Gelsenkirchen, Germany
Gelsenkirchen, Germany

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Altmann J.B.,Helmholtz Center Potsdam | Muller T.M.,CSIRO | Heidbach O.,Helmholtz Center Potsdam | Tingay M.R.P.,University of Adelaide | Weisshardt A.,ITASCA Consultants GmbH
Geothermics | Year: 2014

The spatio-temporal changes of the stress state in a geothermal reservoir are of key importance for the understanding of induced seismicity and planning of injection and depletion strategies. In particular the poro-elastic effects on the stress state due to re-injection or depletion of water are of interest for both geothermal projects and hydrocarbon exploitation. In addition to the conventionally used effective stress concept, poro-elasticity affects the stress tensor components differently as a function of changes in pore pressure. Here, we provide an analytical base for the long-term changes of the 3D stress tensor components as a function of pore pressure changes. Results indicate that for a constant rate of injection or depletion the coupling between pore pressure and all stress tensor components depends on the location in the reservoir with respect to the re-injection/depletion point as well as the time since the beginning of pore pressure changes. Our systematic analysis suggests that poro-elastic stress changes can even locally modify the given tectonic stress regime. Furthermore, the results predict that localized changes of maximum shear stress can lead to different fracture orientations than those expected when poro-elastic effects are not considered. These results indicate a need for 3D geomechanical-numerical studies of more realistic reservoir settings in order to study the 3D effects of pore pressure/stress coupling. Our generic 3D geomechanical-numerical study shows that less than two years of production of a single well changes shear stresses by 0.2. MPa. Thus, in reservoirs with decades of production shear stress change can reach sufficiently high values to re-activate pre-existing faults or even generate new fractures with unexpected orientations. © 2014 Elsevier Ltd.


Grant
Agency: European Commission | Branch: FP7 | Program: MC-ITN | Phase: FP7-PEOPLE-ITN-2008 | Award Amount: 3.24M | Year: 2009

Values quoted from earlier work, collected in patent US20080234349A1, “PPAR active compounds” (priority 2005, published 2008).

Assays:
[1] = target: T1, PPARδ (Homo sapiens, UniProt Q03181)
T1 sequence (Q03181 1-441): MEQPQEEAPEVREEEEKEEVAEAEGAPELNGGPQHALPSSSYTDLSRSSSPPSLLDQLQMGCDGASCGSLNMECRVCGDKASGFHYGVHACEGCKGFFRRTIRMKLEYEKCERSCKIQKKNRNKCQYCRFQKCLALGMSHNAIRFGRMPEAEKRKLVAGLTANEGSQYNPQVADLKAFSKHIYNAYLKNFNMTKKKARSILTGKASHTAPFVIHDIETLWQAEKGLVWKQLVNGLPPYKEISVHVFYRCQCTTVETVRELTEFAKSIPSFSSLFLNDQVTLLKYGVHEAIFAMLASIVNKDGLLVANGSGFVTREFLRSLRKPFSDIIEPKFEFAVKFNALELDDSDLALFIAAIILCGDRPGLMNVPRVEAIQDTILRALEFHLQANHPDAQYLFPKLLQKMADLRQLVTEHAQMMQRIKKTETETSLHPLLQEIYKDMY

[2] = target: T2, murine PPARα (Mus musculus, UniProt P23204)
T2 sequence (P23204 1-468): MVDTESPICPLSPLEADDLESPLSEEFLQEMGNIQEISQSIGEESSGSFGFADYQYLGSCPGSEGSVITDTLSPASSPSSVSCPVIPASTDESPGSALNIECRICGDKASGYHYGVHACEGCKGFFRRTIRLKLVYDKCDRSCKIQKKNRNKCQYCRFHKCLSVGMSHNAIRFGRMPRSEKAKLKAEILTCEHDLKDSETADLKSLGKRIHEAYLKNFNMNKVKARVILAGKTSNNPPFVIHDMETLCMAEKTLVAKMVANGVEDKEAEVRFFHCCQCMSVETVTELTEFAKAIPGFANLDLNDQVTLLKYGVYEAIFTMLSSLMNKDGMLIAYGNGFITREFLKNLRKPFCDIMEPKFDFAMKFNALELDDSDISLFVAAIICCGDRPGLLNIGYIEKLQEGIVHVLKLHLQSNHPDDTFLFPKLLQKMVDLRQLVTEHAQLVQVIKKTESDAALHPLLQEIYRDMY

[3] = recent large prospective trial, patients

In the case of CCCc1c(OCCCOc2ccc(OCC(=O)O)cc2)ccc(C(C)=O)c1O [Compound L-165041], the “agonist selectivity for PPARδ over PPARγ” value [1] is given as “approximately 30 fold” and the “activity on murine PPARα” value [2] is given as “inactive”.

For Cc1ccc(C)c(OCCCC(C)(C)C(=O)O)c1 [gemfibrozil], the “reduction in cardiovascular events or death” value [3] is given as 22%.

The overarching aim of the PARDEM project is to provide high quality training to a group of young researchers to work within and to further develop the multidisciplinary field of DEM computational simulation of granular processes. Granular materials are estimated to constitute over 75% of all raw material feedstock to industry. They also present many challenges for innovation and fundamental science to solve problems in areas as diverse as natural disasters and industrial material handling which incur extensive economic losses. The Discrete Element Method (DEM) is a promising supradisciplinary facility providing both visual and quantitative details of the dynamics of particle assemblies. Although the method is established in academia, immature quantitative prediction capabilities and lack of DEM experts due to its rapid development hinder its use as an industrial engineering tool in Europe. To overcome this state a consortium of 6 industry and 5 academic partners is formed which engages the three key stakeholder groups (industrial users, DEM software developers and universities), vital for transforming DEM from a largely scientific tool into a widely adopted industrial tool and delivering increased competitiveness to the EU economy with significantly reduced development times of more efficient processes. The programme will provide for each fellow: a) in-depth training by research at the host site and on industrial secondments; b) sound multidisciplinary and intersectoral scientific training and understanding of industrial environments via courses and secondments; c) a programme of complementary skills training and network events to develop the researchers competencies and career options. The resulting new generation of DEM experts will speak a common language avoiding costly misunderstandings in commercial interactions of the three groups and drive the DEM technology to a level which will change the way equipment and granular processes are designed in EUROPE.